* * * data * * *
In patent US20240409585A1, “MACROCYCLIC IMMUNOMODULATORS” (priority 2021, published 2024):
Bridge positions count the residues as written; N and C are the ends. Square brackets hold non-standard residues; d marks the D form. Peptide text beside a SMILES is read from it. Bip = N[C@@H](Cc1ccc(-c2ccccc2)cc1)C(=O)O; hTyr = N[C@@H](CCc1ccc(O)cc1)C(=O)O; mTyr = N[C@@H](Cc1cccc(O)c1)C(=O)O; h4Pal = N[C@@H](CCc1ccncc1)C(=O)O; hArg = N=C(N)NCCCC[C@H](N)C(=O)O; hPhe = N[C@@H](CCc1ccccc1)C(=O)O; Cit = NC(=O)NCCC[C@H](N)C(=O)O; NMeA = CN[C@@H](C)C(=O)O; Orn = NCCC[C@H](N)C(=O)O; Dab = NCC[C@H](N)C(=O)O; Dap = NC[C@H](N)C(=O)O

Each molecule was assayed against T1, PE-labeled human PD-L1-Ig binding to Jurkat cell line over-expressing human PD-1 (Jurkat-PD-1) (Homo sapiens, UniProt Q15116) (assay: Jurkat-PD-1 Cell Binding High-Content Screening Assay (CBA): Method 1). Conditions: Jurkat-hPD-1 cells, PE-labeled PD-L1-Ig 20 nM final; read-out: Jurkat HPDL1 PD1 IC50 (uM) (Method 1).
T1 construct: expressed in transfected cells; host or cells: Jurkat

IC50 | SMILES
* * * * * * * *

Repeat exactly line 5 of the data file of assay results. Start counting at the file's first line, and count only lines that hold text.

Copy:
IC50 | SMILES